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How, exactly, were dates shown in the magazine? Were they in numeric format, such as 04.05.06, which could cause confusion on both sides, or in long date format, such as 4 May 2006, which might look a little strange on one side of the pond, but would still be easily comprehensible?


Build a man a fire and he's warm for a day. Set a man on fire and he's warm for the rest of his life.
 
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<Asa Lovejoy>
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The US edition uses " May 4th, 2006," and such. It realy IS odd! And it is only the lay public that uses it, as has been noted. All ex-military people use the standard day/month/year, as do a good number of the rest of us. I also wonder why we still staunchly refuse the metric system in everyday use. Almost all manufactured goods built in the USA use the metric system, but the general public just can't seem to understand that we have ten fingers and ten toes, so it's easier for us numerically ignorant types to count metrically!
 
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Why can't we just all learn to use ISO 8601?


Ceci n'est pas un seing.
 
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I took a look at The Economist's online style guide. Didn't find anything definitive about dates.


Ceci n'est pas un seing.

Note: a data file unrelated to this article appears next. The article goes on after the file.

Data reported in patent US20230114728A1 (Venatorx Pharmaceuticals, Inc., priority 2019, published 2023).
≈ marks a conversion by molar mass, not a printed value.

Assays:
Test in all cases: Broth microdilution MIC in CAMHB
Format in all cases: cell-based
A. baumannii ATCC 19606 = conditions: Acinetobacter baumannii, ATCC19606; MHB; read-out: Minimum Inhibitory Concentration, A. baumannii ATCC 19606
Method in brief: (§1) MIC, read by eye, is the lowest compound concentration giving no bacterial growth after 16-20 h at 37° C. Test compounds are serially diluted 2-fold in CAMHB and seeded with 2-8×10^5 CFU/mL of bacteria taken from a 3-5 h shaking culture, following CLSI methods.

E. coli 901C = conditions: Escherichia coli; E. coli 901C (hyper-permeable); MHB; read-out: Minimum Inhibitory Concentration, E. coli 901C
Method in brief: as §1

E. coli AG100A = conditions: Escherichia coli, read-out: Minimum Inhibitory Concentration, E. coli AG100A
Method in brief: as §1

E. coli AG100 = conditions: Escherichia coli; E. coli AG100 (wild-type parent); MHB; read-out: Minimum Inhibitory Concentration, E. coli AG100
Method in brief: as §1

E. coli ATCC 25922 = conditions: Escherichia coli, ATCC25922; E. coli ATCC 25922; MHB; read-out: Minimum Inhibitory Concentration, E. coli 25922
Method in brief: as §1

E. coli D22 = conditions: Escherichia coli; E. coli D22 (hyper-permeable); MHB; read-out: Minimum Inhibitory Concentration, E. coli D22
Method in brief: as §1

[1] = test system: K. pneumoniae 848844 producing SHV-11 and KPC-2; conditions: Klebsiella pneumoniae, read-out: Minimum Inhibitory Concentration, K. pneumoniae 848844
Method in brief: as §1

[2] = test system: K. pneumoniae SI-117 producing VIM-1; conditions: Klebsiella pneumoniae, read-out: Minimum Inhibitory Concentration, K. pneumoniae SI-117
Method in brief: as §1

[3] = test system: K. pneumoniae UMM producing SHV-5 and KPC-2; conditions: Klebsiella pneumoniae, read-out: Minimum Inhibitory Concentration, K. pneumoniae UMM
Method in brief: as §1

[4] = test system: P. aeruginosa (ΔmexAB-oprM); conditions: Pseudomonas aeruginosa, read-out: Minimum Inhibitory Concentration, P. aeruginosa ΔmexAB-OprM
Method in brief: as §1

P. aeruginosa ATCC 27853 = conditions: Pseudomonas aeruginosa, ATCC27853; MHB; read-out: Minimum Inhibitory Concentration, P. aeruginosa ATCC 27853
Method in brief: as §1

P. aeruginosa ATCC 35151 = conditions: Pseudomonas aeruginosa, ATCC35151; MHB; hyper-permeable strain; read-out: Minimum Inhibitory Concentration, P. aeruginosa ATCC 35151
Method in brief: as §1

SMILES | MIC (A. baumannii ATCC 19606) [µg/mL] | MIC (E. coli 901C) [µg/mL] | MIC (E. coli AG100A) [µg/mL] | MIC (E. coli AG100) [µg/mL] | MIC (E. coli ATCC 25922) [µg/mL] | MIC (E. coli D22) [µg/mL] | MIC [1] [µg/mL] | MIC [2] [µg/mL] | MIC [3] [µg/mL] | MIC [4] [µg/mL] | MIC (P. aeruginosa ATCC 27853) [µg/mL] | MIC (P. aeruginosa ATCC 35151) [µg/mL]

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quote:
May 4th, 2006
We would use "4 May 2006", or sometimes "4th May 2006". Note that we wouldn't normally use a comma before the year. Since half the sales of The Economist come from North America it is unsurprising they should use American-style dates in their US editions. (It is printed in seven sites around the world.)

On the peculiar style, a paragraph on their Web site at http://www.economist.com/help/DisplayHelp.cfm?folder=66...#About_The_Economist may give a clue:
quote:
The Economist believes in plain language. Walter Bagehot, our most famous 19th-century editor, tried "to be conversational, to put things in the most direct and picturesque manner, as people would talk to each other in common speech, to remember and use expressive colloquialisms". That remains the style of the paper today.
They may be trying a little too hard...


Build a man a fire and he's warm for a day. Set a man on fire and he's warm for the rest of his life.